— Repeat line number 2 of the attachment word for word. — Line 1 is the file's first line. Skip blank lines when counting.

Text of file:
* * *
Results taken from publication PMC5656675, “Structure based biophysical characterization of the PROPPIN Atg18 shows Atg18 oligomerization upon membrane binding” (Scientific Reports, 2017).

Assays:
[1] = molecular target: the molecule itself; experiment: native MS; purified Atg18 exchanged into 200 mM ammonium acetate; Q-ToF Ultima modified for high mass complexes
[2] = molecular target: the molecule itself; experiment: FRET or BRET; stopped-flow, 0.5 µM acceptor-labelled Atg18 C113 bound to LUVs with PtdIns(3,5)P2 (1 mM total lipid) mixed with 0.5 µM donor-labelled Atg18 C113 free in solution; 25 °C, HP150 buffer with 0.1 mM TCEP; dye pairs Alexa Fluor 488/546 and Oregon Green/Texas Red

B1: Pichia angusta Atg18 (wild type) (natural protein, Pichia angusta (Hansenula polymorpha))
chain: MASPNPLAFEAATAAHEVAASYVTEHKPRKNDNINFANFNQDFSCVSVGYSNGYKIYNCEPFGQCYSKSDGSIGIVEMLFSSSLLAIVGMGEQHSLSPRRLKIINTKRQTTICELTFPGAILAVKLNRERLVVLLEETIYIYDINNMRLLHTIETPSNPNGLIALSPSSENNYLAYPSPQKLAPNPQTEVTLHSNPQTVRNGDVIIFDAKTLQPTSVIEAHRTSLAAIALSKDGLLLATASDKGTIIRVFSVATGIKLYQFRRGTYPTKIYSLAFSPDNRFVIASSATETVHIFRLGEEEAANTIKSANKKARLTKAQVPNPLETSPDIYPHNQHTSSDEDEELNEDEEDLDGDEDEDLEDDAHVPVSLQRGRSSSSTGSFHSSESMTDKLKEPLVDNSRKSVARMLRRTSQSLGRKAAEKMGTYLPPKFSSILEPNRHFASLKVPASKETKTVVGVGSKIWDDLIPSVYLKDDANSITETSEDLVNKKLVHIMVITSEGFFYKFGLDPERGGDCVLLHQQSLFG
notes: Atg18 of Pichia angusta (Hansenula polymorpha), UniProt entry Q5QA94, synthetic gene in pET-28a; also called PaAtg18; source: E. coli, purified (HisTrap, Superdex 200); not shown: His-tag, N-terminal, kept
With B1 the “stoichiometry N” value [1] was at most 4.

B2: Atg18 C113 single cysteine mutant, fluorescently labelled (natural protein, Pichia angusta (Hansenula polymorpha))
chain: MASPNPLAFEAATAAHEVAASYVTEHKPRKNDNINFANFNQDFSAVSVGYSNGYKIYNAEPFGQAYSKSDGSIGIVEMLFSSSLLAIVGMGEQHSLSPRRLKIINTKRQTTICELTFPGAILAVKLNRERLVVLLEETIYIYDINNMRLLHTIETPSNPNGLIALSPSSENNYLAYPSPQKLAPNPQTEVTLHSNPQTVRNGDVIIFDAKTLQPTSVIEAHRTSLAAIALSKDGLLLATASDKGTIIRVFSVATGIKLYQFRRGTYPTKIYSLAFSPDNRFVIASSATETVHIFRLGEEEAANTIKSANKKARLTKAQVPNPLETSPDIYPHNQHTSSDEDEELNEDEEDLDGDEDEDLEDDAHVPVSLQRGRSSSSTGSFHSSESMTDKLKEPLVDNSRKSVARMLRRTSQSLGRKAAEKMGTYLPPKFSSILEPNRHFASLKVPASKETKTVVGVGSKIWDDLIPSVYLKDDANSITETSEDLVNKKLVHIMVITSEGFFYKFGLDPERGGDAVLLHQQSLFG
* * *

Assays: